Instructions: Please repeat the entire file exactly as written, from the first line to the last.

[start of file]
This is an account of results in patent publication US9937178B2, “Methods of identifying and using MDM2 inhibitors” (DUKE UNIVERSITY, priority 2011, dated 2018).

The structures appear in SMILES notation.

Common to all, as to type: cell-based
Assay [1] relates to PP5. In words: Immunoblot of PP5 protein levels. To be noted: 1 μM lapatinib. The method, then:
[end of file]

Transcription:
This is an account of results in patent publication US9937178B2, “Methods of identifying and using MDM2 inhibitors” (DUKE UNIVERSITY, priority 2011, dated 2018).

The structures appear in SMILES notation.

Common to all, as to type: cell-based
Assay [1] relates to PP5. In words: Immunoblot of PP5 protein levels. To be noted: 1 μM lapatinib. The method, then: